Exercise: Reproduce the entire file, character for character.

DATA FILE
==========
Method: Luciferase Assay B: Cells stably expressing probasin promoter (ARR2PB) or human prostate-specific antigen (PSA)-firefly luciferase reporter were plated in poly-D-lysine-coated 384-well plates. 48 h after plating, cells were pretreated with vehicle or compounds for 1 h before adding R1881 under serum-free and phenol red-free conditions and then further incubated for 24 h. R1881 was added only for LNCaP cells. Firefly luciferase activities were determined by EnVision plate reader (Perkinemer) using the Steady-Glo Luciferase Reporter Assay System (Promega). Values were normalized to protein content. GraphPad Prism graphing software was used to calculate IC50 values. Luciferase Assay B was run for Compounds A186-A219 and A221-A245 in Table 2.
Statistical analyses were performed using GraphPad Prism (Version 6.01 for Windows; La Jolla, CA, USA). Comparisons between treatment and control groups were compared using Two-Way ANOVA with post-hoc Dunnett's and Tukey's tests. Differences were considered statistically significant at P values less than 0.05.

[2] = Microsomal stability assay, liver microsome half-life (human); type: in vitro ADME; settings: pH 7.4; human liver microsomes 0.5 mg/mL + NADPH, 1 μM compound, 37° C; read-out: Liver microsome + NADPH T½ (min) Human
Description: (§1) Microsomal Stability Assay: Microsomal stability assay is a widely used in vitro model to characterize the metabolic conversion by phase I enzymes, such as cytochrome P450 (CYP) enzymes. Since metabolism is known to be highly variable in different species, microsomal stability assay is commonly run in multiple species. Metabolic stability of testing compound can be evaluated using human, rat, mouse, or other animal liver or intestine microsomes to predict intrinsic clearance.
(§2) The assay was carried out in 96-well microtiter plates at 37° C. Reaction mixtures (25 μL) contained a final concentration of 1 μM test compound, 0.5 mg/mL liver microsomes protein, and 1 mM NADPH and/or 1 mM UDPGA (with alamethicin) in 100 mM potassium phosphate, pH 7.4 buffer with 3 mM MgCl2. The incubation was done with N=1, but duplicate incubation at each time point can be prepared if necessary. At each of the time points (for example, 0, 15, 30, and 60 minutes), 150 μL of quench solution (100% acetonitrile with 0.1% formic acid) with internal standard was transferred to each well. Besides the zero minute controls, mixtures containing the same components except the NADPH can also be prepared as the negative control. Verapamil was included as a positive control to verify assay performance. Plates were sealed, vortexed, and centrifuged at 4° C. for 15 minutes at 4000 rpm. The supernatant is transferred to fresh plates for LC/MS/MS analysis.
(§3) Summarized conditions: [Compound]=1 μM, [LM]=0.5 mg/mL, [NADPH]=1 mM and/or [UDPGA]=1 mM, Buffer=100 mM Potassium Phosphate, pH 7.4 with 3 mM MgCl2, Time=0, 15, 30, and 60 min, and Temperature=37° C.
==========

Method: Luciferase Assay B: Cells stably expressing probasin promoter (ARR2PB) or human prostate-specific antigen (PSA)-firefly luciferase reporter were plated in poly-D-lysine-coated 384-well plates. 48 h after plating, cells were pretreated with vehicle or compounds for 1 h before adding R1881 under serum-free and phenol red-free conditions and then further incubated for 24 h. R1881 was added only for LNCaP cells. Firefly luciferase activities were determined by EnVision plate reader (Perkinemer) using the Steady-Glo Luciferase Reporter Assay System (Promega). Values were normalized to protein content. GraphPad Prism graphing software was used to calculate IC50 values. Luciferase Assay B was run for Compounds A186-A219 and A221-A245 in Table 2.
Statistical analyses were performed using GraphPad Prism (Version 6.01 for Windows; La Jolla, CA, USA). Comparisons between treatment and control groups were compared using Two-Way ANOVA with post-hoc Dunnett's and Tukey's tests. Differences were considered statistically significant at P values less than 0.05.

[2] = Microsomal stability assay, liver microsome half-life (human); type: in vitro ADME; settings: pH 7.4; human liver microsomes 0.5 mg/mL + NADPH, 1 μM compound, 37° C; read-out: Liver microsome + NADPH T½ (min) Human
Description: (§1) Microsomal Stability Assay: Microsomal stability assay is a widely used in vitro model to characterize the metabolic conversion by phase I enzymes, such as cytochrome P450 (CYP) enzymes. Since metabolism is known to be highly variable in different species, microsomal stability assay is commonly run in multiple species. Metabolic stability of testing compound can be evaluated using human, rat, mouse, or other animal liver or intestine microsomes to predict intrinsic clearance.
(§2) The assay was carried out in 96-well microtiter plates at 37° C. Reaction mixtures (25 μL) contained a final concentration of 1 μM test compound, 0.5 mg/mL liver microsomes protein, and 1 mM NADPH and/or 1 mM UDPGA (with alamethicin) in 100 mM potassium phosphate, pH 7.4 buffer with 3 mM MgCl2. The incubation was done with N=1, but duplicate incubation at each time point can be prepared if necessary. At each of the time points (for example, 0, 15, 30, and 60 minutes), 150 μL of quench solution (100% acetonitrile with 0.1% formic acid) with internal standard was transferred to each well. Besides the zero minute controls, mixtures containing the same components except the NADPH can also be prepared as the negative control. Verapamil was included as a positive control to verify assay performance. Plates were sealed, vortexed, and centrifuged at 4° C. for 15 minutes at 4000 rpm. The supernatant is transferred to fresh plates for LC/MS/MS analysis.
(§3) Summarized conditions: [Compound]=1 μM, [LM]=0.5 mg/mL, [NADPH]=1 mM and/or [UDPGA]=1 mM, Buffer=100 mM Potassium Phosphate, pH 7.4 with 3 mM MgCl2, Time=0, 15, 30, and 60 min, and Temperature=37° C.